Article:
18. 16.
    Richard Moody, America Takes the Stage: Romanticism in American Drama and Theatre, 1750–1900 (Bloomington: Indiana University Press, 1955), 105.Google Scholar
  19. 17.
    The complex relation between the representation of the Native American in Euro-American culture and the “true nature” of Native Americans is the subject of landmark studies like Roy Harvey Pearce, Savagism and Civilization: A Study of the Indian and the American Mind (Baltimore: John Hopkins Press, 1953, 1965).Google Scholar
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  23. 19.
    For instance, see Arthur Hobson Quinn, A History of the American Drama: From the Civil War to the Present Day, vol. I (New York: Appleton-Century-Crofts, Inc., 1936), 105; Moody, 174.Google Scholar
  24. 20.
    At least this was the view of audiences in the 1830s. In this regard, see James Tidwell’s introduction to James Kirke Paulding, The Lion of the West, revised by John Augustus Stone and William Bayle Bernard and edited by James N. Tidwell (Stanford, CA: Stanford University Press, 1954), 7–8.Google Scholar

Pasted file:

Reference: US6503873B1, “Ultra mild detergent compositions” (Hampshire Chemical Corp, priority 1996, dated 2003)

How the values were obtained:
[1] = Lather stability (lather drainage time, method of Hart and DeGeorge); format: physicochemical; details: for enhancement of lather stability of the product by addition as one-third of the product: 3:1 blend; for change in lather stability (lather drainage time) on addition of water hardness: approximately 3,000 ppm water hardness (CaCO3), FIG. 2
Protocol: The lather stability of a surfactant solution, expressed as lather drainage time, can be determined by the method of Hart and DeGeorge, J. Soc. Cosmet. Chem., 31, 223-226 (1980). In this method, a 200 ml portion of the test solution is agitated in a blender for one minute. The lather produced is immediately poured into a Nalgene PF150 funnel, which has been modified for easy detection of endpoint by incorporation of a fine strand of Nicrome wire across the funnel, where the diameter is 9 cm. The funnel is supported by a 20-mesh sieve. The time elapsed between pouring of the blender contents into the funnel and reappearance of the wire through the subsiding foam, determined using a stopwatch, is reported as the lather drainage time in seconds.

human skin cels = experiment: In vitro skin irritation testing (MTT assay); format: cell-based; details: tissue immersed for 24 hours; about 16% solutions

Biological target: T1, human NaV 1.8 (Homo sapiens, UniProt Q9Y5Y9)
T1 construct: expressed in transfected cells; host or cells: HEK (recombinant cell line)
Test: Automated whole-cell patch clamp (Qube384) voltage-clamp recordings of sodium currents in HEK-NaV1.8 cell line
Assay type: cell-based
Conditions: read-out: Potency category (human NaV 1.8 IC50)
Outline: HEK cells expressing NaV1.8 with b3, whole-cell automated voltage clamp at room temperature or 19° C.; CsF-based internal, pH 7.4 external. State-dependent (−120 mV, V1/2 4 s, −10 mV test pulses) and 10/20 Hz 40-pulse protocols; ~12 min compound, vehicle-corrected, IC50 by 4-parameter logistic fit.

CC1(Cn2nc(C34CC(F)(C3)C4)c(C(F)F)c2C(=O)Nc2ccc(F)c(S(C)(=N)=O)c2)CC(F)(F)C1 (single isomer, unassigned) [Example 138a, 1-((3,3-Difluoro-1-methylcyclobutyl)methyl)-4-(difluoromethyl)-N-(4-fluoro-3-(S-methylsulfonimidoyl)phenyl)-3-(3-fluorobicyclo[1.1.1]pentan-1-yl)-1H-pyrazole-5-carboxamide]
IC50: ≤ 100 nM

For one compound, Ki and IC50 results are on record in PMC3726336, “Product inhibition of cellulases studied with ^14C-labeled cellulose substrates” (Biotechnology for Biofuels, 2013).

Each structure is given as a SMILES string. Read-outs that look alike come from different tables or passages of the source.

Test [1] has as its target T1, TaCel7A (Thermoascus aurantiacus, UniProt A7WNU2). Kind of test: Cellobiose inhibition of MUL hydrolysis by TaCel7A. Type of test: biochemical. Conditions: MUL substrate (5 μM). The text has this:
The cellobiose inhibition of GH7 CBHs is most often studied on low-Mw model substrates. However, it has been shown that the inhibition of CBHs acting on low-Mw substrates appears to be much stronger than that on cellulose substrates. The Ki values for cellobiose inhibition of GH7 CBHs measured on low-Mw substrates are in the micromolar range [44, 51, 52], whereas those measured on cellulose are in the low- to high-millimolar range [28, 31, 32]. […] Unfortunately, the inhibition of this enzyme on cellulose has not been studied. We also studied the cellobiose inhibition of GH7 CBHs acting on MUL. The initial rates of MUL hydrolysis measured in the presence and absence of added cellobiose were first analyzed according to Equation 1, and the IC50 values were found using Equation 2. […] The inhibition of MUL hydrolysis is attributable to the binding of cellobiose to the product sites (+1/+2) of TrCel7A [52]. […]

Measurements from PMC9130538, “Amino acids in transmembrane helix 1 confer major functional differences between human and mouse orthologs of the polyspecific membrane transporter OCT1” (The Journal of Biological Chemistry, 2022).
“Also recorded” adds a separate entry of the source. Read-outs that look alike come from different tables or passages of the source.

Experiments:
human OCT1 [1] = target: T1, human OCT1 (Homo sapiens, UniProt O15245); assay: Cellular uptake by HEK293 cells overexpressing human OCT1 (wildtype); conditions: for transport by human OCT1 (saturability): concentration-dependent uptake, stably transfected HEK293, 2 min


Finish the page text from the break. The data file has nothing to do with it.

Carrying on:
25. 23.
    In this regard, see Rosemarie Bank, “Frontier Melodrama,” in Theatre West: Image and Impact, Dutch Quarterly Review Studies in Literature 7, ed. Dunbar H. Ogden with Douglas McDermott and Robert K. Sarl ós (Amsterdam: Rodopi, 1990), 152, and Bank, “Historical, Dramatic, Theatrical, and Social Contexts,” 105–6.Google Scholar
  26. 24.
    Regarding “dry land farming,” see Frieda Knobloch, The Culture of Wilderness: Agriculture as Colonization in the American West (Chapel Hill: University of North Carolina Press, 1996), 62–66.Google Scholar